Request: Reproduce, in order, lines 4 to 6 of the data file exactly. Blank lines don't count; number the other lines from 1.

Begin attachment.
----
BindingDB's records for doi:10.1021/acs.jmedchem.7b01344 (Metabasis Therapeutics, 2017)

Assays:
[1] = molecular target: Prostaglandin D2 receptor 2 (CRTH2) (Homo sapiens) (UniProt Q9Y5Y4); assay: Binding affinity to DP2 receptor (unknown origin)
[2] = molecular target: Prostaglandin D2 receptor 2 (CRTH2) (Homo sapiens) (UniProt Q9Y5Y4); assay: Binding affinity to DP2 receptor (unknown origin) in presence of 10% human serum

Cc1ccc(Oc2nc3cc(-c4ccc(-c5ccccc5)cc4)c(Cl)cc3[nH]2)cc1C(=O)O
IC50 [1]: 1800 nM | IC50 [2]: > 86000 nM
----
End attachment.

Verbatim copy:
[2] = molecular target: Prostaglandin D2 receptor 2 (CRTH2) (Homo sapiens) (UniProt Q9Y5Y4); assay: Binding affinity to DP2 receptor (unknown origin) in presence of 10% human serum

Cc1ccc(Oc2nc3cc(-c4ccc(-c5ccccc5)cc4)c(Cl)cc3[nH]2)cc1C(=O)O
IC50 [1]: 1800 nM | IC50 [2]: > 86000 nM